*I received a free copy of Can't Always Get What You Want from Loveswept via Netgalley. This has in no way influenced my voluntary review, which is honest and unbiased *|
Sophie Richards has been looking forward to a much-needed girls’ night out: a Rolling Stones tribute-band concert, a few drinks, a distraction from her grueling nursing shifts in acute care. But when her best friend bails, Sophie gets stuck with a blind date.
Although Brett Nicholson may be the hottest carpenter alive, and Sophie may technically be single, she isn’t exactly on the market. Six years ago she found The One. He was everything Sophie dreamed a man could be—and then she lost him. In an instant, her whole life changed, and she forgot all about happily ever after.
But as she gets to know Brett, Sophie starts to wonder about the future for the first time. With a broken heart still clouding her mind, jumping into a new relationship feels impossible. When she’s in his arms, walking away feels even harder. Now Sophie faces an impossible choice: living in the past or choosing love in the here and now.
Can’t Always Get What you Want is a slow-paced, kind of sad romance in which Sophie needs to let go of the past so that she can get on with the rest of her life.
My Can’t Always Get What You Want review:
Can’t Always Get What You Want was tingled with sadness and want, because Sophie wasn’t ready to let the past completely go, even when meeting Brett and finding a man that was as close to her dream as possible. They were both single, and they had so much in common their story could have been quite straight-forward, if it wasn’t for the fact that Sophie had never truly let herself grieve Aaron, and so, five years later, she still felt like she was cheating on him by letting Brett into her heart.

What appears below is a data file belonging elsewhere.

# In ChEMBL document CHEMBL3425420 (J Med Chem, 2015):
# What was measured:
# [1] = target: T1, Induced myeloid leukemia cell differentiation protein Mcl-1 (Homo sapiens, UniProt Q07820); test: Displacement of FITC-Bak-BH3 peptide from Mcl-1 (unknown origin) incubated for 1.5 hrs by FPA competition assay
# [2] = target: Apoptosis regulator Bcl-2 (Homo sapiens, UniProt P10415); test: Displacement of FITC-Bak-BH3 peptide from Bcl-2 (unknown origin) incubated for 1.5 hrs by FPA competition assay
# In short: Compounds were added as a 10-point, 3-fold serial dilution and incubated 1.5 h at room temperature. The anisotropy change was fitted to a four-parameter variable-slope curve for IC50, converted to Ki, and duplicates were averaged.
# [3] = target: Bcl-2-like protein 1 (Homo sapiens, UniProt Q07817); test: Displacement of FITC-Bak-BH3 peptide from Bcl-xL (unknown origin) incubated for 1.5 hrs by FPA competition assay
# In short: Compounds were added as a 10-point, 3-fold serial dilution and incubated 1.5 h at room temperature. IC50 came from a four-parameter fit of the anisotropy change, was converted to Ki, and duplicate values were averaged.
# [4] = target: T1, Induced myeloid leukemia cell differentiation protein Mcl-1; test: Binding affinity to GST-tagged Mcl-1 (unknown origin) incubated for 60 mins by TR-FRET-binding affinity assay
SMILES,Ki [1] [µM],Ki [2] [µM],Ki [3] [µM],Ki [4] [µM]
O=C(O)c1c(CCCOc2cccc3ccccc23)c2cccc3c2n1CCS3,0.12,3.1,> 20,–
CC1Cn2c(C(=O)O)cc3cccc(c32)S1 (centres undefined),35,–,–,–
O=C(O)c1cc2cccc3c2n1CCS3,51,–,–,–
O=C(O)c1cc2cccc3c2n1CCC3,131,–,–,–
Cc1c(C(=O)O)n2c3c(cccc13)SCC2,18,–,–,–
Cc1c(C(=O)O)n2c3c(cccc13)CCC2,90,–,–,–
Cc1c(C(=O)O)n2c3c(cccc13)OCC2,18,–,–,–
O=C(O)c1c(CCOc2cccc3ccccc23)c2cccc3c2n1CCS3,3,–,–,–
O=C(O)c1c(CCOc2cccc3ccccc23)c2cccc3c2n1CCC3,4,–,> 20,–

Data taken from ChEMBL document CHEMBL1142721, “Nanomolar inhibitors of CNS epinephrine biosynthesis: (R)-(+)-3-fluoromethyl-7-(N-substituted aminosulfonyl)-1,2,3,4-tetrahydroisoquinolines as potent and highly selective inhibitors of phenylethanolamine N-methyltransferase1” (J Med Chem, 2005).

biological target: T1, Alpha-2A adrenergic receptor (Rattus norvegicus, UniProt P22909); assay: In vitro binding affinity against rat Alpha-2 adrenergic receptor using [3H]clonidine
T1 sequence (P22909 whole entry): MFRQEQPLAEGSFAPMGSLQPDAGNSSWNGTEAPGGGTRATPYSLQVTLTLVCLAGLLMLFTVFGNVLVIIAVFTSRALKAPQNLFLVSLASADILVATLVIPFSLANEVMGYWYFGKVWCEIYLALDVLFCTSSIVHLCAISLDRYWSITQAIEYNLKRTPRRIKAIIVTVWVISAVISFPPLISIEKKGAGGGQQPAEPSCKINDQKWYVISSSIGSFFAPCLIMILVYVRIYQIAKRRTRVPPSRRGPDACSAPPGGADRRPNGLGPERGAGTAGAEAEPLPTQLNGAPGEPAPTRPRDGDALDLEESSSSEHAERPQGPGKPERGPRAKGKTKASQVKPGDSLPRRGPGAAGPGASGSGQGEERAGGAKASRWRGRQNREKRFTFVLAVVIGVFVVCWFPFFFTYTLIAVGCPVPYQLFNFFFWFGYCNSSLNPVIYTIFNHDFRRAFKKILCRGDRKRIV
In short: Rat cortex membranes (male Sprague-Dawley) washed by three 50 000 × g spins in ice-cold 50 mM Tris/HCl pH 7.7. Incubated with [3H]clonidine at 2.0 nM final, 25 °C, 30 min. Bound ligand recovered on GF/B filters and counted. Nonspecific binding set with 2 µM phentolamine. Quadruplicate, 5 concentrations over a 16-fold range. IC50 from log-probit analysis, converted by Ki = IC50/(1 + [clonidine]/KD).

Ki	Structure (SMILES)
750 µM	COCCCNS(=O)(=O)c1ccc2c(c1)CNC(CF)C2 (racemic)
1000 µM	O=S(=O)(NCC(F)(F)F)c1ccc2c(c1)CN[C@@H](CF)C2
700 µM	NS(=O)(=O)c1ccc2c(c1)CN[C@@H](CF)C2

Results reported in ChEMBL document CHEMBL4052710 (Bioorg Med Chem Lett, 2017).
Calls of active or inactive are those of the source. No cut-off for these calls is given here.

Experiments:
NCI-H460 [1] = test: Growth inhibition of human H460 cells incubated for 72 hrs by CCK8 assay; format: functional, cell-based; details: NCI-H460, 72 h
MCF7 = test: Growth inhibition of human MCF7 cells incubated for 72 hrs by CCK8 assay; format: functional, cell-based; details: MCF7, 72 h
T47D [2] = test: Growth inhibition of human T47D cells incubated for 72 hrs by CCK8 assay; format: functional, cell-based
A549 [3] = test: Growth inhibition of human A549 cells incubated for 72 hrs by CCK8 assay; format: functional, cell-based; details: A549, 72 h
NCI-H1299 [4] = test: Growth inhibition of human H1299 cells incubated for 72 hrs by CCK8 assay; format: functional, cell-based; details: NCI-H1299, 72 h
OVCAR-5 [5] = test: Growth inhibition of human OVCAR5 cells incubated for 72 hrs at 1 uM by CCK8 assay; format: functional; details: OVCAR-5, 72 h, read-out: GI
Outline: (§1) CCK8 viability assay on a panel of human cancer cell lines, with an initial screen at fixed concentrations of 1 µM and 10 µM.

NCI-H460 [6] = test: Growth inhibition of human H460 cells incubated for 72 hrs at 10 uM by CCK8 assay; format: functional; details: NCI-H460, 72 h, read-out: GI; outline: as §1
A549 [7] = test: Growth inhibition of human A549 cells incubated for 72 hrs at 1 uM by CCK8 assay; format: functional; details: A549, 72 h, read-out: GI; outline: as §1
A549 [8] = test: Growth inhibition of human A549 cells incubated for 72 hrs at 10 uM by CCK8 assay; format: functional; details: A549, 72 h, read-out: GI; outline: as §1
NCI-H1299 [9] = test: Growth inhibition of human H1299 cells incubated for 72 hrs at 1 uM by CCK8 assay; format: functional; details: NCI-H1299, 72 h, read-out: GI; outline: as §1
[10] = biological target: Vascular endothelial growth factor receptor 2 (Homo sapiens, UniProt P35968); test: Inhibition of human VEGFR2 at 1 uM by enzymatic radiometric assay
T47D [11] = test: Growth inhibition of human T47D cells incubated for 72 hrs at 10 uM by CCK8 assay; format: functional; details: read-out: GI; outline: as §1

My feelings were all over the spectre of feelings with Can’t Always Get What You Want. I was sad with Sophie, not even really wanting to imagine how hard it must have been for her when Aaron got sick. I was horrified with her because of her job, and one of her superiors in particular. I was elated with her when she started seeing Brett, and disappointed along with her when things didn’t work out as easily as they could have. The relationships, both in the present and the past were shown to me in such a way it was very easy to get Sophie, even if she frustrated me at times.
Because the story dealt so much with grief and letting go, as well as the fact that it is possible to find a new love after having lost the one person she thought she’d spend the rest of her life with, Sophie really touched my heart. Can’t Always Get What You Want alternated between the present, Sophie’s friends, work and Brett entering her life. The first person point of view and present tense worked very well because I was able to fully understand the sense of loss and devastation Sophie felt, and how she also thought she was betraying Aaron with Brett.
If you are looking for a story that is deep, a little sad, but also filled with a lot of hope and love, Can’t Always Get What You Want should make it to your list of books to get to soon.
Some of my favorite Can’t Always Get What You Want quotes:
Samira and I jump onto the couch and sit with our legs tucked under us. Clutching pillows to our chests, she watches as I hesitantly dial his cell number. I feel like we’re prank-calling someone.
The next twenty minutes, he prattles on, peppering his speech with words like “semantics,” “morphology,” and “syntax.” He is so smart. Note to self: what is “syntax” anyway? Sounds like some horrid thing invented by accountants.
My mind is finally starting to settle. What happened in the ER was just a fluke. I’ll just move on and go back to not thinking about Aaron. I have had five years of practice, after all. How hard could it be? You can only fall that hard once, right?
Reading this book contributed to these challenges: